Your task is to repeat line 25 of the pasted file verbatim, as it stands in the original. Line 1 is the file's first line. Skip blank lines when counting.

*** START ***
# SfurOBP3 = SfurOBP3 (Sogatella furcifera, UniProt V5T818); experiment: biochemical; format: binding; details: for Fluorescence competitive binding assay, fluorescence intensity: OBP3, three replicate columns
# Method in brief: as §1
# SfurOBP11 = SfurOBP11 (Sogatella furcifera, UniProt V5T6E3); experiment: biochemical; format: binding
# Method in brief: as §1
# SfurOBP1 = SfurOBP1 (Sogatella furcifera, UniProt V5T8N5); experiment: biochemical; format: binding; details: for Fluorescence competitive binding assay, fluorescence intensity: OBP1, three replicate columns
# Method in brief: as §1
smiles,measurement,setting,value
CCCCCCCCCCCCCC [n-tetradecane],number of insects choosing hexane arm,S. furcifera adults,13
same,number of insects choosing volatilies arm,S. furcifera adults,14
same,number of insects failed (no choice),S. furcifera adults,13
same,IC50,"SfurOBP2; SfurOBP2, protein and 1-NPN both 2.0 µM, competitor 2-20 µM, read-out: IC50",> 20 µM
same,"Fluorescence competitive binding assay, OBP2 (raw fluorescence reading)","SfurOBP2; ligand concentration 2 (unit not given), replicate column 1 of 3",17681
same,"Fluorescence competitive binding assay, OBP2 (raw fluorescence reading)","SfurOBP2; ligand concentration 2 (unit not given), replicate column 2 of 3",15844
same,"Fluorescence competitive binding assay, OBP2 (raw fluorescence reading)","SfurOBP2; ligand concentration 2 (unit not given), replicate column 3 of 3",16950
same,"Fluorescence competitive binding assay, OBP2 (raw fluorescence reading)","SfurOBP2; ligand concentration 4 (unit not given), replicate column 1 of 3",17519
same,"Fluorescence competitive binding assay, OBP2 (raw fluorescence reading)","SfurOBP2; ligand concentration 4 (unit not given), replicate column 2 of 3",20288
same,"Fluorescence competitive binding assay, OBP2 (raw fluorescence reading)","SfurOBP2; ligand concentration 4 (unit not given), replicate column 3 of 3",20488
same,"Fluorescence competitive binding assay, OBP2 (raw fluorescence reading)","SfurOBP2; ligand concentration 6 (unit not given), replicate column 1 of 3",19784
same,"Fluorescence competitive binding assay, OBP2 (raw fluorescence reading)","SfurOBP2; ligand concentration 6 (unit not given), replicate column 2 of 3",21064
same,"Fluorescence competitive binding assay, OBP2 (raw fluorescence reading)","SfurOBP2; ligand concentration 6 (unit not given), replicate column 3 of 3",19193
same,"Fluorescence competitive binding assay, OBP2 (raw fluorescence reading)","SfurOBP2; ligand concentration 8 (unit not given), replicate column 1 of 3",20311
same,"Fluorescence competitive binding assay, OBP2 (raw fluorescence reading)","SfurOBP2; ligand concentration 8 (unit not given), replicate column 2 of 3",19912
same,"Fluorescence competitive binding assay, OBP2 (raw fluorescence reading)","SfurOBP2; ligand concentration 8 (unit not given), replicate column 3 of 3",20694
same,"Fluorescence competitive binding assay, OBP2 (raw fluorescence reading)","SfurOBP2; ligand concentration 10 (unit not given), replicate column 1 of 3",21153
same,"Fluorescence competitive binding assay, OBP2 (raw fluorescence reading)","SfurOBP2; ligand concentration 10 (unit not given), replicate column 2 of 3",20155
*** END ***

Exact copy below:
same,"Fluorescence competitive binding assay, OBP2 (raw fluorescence reading)","SfurOBP2; ligand concentration 10 (unit not given), replicate column 2 of 3",20155